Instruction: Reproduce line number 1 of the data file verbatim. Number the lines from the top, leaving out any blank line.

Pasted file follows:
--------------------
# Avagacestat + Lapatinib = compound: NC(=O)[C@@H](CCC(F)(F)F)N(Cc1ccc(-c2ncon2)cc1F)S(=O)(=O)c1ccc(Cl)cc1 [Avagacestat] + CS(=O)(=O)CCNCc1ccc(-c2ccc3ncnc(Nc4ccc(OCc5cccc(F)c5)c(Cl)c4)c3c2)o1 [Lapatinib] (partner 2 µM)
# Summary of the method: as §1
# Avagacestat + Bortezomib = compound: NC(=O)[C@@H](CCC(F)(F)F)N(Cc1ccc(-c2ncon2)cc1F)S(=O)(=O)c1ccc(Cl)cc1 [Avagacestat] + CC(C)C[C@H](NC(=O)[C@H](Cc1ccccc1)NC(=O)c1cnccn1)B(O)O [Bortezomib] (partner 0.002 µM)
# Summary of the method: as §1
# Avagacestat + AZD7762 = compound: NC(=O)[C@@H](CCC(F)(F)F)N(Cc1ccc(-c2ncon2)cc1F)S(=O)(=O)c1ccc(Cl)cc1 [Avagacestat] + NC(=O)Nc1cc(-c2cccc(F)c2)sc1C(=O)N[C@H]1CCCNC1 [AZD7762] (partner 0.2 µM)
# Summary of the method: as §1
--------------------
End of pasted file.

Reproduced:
# Avagacestat + Lapatinib = compound: NC(=O)[C@@H](CCC(F)(F)F)N(Cc1ccc(-c2ncon2)cc1F)S(=O)(=O)c1ccc(Cl)cc1 [Avagacestat] + CS(=O)(=O)CCNCc1ccc(-c2ccc3ncnc(Nc4ccc(OCc5cccc(F)c5)c(Cl)c4)c3c2)o1 [Lapatinib] (partner 2 µM)